A Weblog monitoring coverage of environmental issues and science in the UK media. By Professor Emeritus Philip Stott. The aim is to assess whether a subject is being fairly covered by press, radio, and television. Above all, the Weblog will focus on science, but not just on poor science. It will also bring to public notice good science that is being ignored because it may be politically inconvenient.

Tuesday, June 29, 2004

My essay on change....

I have decided to republish here various essays I have written over the years on important topics relating to the environment. The first is my essay on 'change is all'.....

'Harvard Forest: a biogeographical short story'

"He visited - still flitting -
Then like a timid Man
Again, He tapped - 'twas flurriedly -
And I became alone -"

(Emily Dickinson, c. 1862)


The wind was high in the red oaks and white pine as I walked the silica paths of Harvard Forest - alone. All was soft, with rain and sand, needle and leaf. Dull clouds scudded in from the south over rounded hills; the air was chill, and maples would soon mirror the sunset in their leaves. I strode on, briskly, past smaller forests of green clubmoss and fern, on by dark stone walls where shrews flattened their bodies in crevice and crack, and on again through plantations of red pines, hunched from the hurricanes of former years. I saw no deer, no porcupine, no salamanders, nor any other form of life, save only the wind in the tall trees, in the hemlock, in the grey birch, and in the smooth-rind beech.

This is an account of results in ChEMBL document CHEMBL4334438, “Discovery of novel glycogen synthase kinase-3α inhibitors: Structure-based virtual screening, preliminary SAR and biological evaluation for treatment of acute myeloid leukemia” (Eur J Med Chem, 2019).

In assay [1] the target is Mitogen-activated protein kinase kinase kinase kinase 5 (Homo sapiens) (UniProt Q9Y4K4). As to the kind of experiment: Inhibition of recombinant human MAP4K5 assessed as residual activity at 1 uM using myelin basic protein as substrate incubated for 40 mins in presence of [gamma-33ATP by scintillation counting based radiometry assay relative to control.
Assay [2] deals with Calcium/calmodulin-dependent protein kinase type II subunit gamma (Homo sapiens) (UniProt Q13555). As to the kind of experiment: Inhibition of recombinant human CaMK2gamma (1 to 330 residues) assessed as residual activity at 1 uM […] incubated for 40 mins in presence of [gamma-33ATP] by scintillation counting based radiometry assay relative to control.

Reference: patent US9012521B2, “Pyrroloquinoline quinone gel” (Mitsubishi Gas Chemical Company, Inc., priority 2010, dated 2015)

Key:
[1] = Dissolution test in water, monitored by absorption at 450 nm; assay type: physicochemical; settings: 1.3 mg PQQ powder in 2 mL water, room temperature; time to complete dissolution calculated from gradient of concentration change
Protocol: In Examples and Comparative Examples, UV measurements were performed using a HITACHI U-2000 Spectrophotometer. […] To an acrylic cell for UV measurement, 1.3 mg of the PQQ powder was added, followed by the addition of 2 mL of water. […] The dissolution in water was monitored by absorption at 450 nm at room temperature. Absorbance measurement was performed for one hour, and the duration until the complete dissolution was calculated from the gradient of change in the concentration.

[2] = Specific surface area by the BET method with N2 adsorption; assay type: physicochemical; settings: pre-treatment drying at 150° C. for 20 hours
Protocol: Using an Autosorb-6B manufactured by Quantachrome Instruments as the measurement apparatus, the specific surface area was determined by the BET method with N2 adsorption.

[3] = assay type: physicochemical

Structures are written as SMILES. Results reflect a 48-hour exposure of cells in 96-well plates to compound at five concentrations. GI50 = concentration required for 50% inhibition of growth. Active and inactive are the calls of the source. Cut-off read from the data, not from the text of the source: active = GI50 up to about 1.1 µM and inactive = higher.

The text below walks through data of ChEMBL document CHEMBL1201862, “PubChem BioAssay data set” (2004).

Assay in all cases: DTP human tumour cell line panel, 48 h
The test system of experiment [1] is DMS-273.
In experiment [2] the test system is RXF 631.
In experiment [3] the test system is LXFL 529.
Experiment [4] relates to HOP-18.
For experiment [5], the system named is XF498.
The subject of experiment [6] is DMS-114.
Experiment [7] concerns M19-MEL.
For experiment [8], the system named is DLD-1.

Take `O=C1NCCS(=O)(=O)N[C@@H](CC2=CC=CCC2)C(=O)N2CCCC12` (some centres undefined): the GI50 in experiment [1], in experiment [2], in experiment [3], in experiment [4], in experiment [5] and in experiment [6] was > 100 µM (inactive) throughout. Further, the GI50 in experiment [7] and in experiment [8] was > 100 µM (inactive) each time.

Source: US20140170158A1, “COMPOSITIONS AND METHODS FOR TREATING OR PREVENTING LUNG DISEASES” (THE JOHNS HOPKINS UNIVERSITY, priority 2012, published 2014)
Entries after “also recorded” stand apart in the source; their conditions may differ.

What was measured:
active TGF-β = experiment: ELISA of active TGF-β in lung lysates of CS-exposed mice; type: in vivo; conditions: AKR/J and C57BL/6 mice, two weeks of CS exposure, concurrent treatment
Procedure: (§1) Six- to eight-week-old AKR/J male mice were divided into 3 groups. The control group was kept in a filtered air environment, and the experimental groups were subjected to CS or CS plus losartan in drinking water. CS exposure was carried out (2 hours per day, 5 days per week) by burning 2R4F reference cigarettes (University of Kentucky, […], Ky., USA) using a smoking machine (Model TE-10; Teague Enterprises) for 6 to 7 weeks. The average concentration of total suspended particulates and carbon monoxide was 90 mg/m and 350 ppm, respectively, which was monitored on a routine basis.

The path I was following divided suddenly, a left-hand turn descending in gentle curves to a damper, quieter valley. The main track forged ahead, through a closed barrier gate, into denser woods on higher ground, where the way was stony and littered with large acorn cups. I pressed on, round the gate and upwards, breathing heavily as I reached the lonely crest; now the wind howled and sighed yet more, calling me to halt. A little below the hill, where a dank pool filled a hollow by the path, I stopped and climbed the outer boulders of a broken wall, and there I sat, listening, my eyes closed, to the sounds of wood and wind, and to the stories they might tell. How long I sat, huddled on that ancient wall, I cannot recall, but the tales I heard are with me forever.



My mind was lost in the flurries of the wind, and pictures formed of long ago, hazy, violet, as if seen through the famous lilac glass of Beacon Hill. I witnessed a grove of saplings, each striving to become a tree, but each then dying before its time. Again the shoots came up, and yet again they fell, their bark riven by some dreadful blight, vile red and orange. Once more the saplings came and went, and, as they faded finally from my mind, I saw one chestnut tree, majestic and bold, grow like a memory. Memory?